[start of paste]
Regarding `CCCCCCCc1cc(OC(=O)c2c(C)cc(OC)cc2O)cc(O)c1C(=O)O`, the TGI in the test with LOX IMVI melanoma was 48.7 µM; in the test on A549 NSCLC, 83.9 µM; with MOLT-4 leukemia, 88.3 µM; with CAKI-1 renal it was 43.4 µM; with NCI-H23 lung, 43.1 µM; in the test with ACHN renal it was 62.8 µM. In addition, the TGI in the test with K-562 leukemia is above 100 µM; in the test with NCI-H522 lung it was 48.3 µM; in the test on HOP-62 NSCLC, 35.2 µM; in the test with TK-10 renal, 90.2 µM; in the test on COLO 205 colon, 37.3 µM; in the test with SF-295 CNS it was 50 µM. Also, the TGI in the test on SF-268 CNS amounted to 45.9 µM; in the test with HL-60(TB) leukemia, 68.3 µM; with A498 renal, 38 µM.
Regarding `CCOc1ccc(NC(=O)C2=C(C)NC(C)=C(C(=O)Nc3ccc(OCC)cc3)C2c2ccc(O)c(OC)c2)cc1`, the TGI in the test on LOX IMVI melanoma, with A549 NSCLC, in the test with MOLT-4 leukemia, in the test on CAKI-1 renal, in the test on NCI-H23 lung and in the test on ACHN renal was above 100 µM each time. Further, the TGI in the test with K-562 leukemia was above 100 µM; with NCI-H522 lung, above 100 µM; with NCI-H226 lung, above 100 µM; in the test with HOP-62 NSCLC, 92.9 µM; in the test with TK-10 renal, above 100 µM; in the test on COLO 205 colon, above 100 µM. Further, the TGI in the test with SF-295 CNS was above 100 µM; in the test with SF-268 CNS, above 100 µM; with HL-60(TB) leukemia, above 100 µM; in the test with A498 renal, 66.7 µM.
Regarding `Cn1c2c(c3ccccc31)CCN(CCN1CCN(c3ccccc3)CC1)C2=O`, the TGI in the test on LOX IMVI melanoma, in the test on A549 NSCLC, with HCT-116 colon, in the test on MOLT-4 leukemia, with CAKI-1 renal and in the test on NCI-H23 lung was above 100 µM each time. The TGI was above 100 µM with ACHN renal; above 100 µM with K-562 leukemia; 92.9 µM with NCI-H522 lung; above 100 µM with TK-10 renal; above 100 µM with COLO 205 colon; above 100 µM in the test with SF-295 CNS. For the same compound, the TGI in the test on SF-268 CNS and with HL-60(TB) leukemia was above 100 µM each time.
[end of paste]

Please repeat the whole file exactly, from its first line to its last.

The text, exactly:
Regarding `CCCCCCCc1cc(OC(=O)c2c(C)cc(OC)cc2O)cc(O)c1C(=O)O`, the TGI in the test with LOX IMVI melanoma was 48.7 µM; in the test on A549 NSCLC, 83.9 µM; with MOLT-4 leukemia, 88.3 µM; with CAKI-1 renal it was 43.4 µM; with NCI-H23 lung, 43.1 µM; in the test with ACHN renal it was 62.8 µM. In addition, the TGI in the test with K-562 leukemia is above 100 µM; in the test with NCI-H522 lung it was 48.3 µM; in the test on HOP-62 NSCLC, 35.2 µM; in the test with TK-10 renal, 90.2 µM; in the test on COLO 205 colon, 37.3 µM; in the test with SF-295 CNS it was 50 µM. Also, the TGI in the test on SF-268 CNS amounted to 45.9 µM; in the test with HL-60(TB) leukemia, 68.3 µM; with A498 renal, 38 µM.
Regarding `CCOc1ccc(NC(=O)C2=C(C)NC(C)=C(C(=O)Nc3ccc(OCC)cc3)C2c2ccc(O)c(OC)c2)cc1`, the TGI in the test on LOX IMVI melanoma, with A549 NSCLC, in the test with MOLT-4 leukemia, in the test on CAKI-1 renal, in the test on NCI-H23 lung and in the test on ACHN renal was above 100 µM each time. Further, the TGI in the test with K-562 leukemia was above 100 µM; with NCI-H522 lung, above 100 µM; with NCI-H226 lung, above 100 µM; in the test with HOP-62 NSCLC, 92.9 µM; in the test with TK-10 renal, above 100 µM; in the test on COLO 205 colon, above 100 µM. Further, the TGI in the test with SF-295 CNS was above 100 µM; in the test with SF-268 CNS, above 100 µM; with HL-60(TB) leukemia, above 100 µM; in the test with A498 renal, 66.7 µM.
Regarding `Cn1c2c(c3ccccc31)CCN(CCN1CCN(c3ccccc3)CC1)C2=O`, the TGI in the test on LOX IMVI melanoma, in the test on A549 NSCLC, with HCT-116 colon, in the test on MOLT-4 leukemia, with CAKI-1 renal and in the test on NCI-H23 lung was above 100 µM each time. The TGI was above 100 µM with ACHN renal; above 100 µM with K-562 leukemia; 92.9 µM with NCI-H522 lung; above 100 µM with TK-10 renal; above 100 µM with COLO 205 colon; above 100 µM in the test with SF-295 CNS. For the same compound, the TGI in the test on SF-268 CNS and with HL-60(TB) leukemia was above 100 µM each time.